New routes, like seedlings, demand nurturing. To build a strong link you need to get people on board and the only sure way to do that is to cut fares. The lowest fare I could find to DFW on BA next month is £770 return. Austin, which is around 150 miles further, is available at one-fifth less. But cheap tickets may not last for long. When I researched 48 hours in Austin, the citizens were as excited about the new link with Europe as they were about the imminent prospect of a Sweetwater snake snack – "considered a delicacy all over the world," the organisers claim. But you won't be offered snakes (or steaks) on the plane home; BA economy passengers from Austin will get either chicken or pasta.
Spring: a surprise
Snakes on the Texan plain aside, spring confers optimism and a flowering of new opportunities. On this side of the Atlantic, the brave new season brings some welcome new openings for travellers in Britain. Along the "Glamorgan Heritage Coast" in South Wales, the daffodil buds of March are out in timely fashion for St David's Day; my spy, Stuart Adams of Expedition Kit Hire in Cardiff, went to check on the shore in Llantwit Major.
Basingstoke rarely gets a mention in this column, but today the town begins to build its touristic reputation with the help of some plastic bricks. The Lego Lost World Zoo at Milestones Museum is an English riposte to the Rattlesnake Round-up. Rather than snaring snakes on either side of Interstate 20, the new attraction contents itself with representations of scaly creatures that, it is claimed, "historically roamed Hampshire". They are created from plastic and put on display close to the M3. Intriguingly, the official announcement suggests the Lost World begins on a Lost Day. "Opens from Saturday 29 February," it says.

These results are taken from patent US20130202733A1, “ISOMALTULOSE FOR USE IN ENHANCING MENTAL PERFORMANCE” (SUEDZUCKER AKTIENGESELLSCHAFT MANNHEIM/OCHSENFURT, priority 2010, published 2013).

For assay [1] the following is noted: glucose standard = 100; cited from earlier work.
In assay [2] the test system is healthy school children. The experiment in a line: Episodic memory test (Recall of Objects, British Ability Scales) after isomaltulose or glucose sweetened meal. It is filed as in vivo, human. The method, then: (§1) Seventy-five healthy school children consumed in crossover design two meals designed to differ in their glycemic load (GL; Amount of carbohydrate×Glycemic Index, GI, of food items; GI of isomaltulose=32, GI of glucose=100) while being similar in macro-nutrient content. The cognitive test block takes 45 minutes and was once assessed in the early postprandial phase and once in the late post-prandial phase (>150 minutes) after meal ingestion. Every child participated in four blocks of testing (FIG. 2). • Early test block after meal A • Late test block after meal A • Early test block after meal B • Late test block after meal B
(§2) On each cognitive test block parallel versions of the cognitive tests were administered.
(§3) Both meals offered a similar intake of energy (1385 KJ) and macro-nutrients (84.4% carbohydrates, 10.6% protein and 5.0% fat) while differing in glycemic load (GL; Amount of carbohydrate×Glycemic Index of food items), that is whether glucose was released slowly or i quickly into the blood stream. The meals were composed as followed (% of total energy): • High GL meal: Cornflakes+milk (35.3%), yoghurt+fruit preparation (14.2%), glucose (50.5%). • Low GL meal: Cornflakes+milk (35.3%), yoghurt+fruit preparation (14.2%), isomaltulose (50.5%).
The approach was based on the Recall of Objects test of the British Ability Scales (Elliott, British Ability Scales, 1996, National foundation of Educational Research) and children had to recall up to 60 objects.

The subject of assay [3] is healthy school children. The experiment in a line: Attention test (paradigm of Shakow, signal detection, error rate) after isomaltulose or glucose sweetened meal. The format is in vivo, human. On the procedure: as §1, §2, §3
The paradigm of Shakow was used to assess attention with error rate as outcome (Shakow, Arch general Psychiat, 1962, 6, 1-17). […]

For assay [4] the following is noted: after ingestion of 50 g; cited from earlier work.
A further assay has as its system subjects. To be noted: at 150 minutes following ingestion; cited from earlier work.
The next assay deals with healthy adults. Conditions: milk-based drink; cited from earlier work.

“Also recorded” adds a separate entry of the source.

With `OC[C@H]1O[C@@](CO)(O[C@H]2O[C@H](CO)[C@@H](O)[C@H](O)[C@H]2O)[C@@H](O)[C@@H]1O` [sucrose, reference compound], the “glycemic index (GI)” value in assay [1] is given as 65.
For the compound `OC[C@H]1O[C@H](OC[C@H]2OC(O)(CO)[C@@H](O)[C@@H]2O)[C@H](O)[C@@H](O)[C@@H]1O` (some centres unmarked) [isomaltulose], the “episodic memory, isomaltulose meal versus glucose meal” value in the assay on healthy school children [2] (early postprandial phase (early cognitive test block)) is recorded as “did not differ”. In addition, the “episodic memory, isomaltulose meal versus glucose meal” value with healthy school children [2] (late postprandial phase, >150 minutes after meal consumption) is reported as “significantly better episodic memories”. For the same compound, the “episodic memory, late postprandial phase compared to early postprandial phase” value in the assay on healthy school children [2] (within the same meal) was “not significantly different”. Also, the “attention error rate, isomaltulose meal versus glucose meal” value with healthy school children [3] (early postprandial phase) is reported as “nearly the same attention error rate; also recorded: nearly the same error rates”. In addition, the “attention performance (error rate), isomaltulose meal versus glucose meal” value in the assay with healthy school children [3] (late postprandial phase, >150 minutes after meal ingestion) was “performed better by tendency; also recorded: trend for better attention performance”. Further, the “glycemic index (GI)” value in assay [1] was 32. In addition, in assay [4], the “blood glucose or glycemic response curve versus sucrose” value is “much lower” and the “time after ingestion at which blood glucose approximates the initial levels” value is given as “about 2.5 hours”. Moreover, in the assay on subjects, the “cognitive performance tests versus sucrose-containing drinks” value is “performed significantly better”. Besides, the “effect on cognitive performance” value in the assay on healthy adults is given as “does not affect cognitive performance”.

Two weeks from now, The Pig – near Bath (yes, that's it's full name) opens. The location is the Mendip Hills – a corner of Somerset with a bit of altitude, unlike the "lakes on a plain" area of the county that has had to re-invent itself as a new aquatic paradise. The porcine property claims its style to be "shabby chic", though guests are not required to specify the category to which they subscribe. Every room has a "large monsoon shower", something that Somerset has experienced rather too much so far this year. The Pig also promises spa treatment in the Potting Shed and some good walks – though the Somerset Wildlife Trust warns about adders: "take care whilst out walking on Mendip".
Even the UK's rail industry has a joyful spring surprise for train travellers up its sleeve. From 9am on Monday morning, passengers who are no longer Young Persons but not yet Senior Citizens will at last be able to buy a National Railcard giving one-third off most train journeys. For example, the trip from Springfield to Springburn (via Edinburgh and Glasgow) falls by a fiver.
Inevitably, the spring treat comes with a tangle of strings attached (described in full in our special Q&A, online at bit.ly/2Trailcard).
The main clue is in the railcard's name, Two Together. You must apply for the card with a companion, and the discount is available only if you both make the journey at the same time. Single passengers may respond with venom.